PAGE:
But a bum hip has nothing to do with the hand he uses to hammer, and that means — for the 36th consecutive year — the former president and his wife Rosalynn are scheduled to build houses for Habitat for Humanity.
From Oct. 6-11, the Carters will be in Nashville, helping to construct 21 homes. Add that to the more than 4,300 they have helped build in 14 countries since 1984.
"There have been many times when people have tried to count President Carter out, and they have never been right," said Bryan Thomas, a spokesman for Habitat for Humanity International. "We are excited that they will both be back."
Carter was not available for comment Thursday, but a spokeswoman for the Carter Center confirmed that the Carters are planning to attend and participate in the build.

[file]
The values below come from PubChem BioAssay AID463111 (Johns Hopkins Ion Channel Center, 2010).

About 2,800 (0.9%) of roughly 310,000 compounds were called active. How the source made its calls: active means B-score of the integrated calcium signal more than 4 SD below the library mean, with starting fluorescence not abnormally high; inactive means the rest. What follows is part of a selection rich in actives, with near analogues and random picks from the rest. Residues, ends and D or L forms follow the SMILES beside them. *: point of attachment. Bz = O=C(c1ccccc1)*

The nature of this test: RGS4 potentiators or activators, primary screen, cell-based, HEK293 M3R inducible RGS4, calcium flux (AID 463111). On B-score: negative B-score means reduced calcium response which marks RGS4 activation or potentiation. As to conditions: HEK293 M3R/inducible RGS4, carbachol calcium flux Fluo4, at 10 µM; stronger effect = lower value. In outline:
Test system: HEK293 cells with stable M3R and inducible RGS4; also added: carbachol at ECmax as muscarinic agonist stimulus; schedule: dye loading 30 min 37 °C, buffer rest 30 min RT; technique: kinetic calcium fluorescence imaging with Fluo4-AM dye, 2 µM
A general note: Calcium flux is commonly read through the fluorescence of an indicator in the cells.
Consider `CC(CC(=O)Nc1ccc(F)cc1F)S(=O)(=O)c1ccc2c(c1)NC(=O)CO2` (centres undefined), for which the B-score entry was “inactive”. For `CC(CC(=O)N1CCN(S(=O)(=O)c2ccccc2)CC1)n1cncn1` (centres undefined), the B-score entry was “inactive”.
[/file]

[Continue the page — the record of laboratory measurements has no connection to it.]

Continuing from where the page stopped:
Carter, 94, broke his hip this spring when he fell at his Plains home while he was on his way to go turkey hunting.
The first week after his surgery, he was forced to bow out of the Sunday school class he normally teaches. But he's made a quick recovery and returned to teaching at Maranatha Baptist Church less than a month later.
He also made the trip to Leesburg, Virginia, for the Carter Center's annual five-day retreat.
The build in Tennessee comes at a time when the Southern city is struggling to find ways to come up with affordable housing to keep up with Nashville's recent growth. Though the boon has brought more jobs and opportunities, it has also meant an increase in housing prices, which has left low-income residents struggling.
In March, Mayor David Briley unveiled his Under One Roof 2029 initiative.
The city plans to invest $750 million over the next decade to build 10,000 affordable housing units across the city.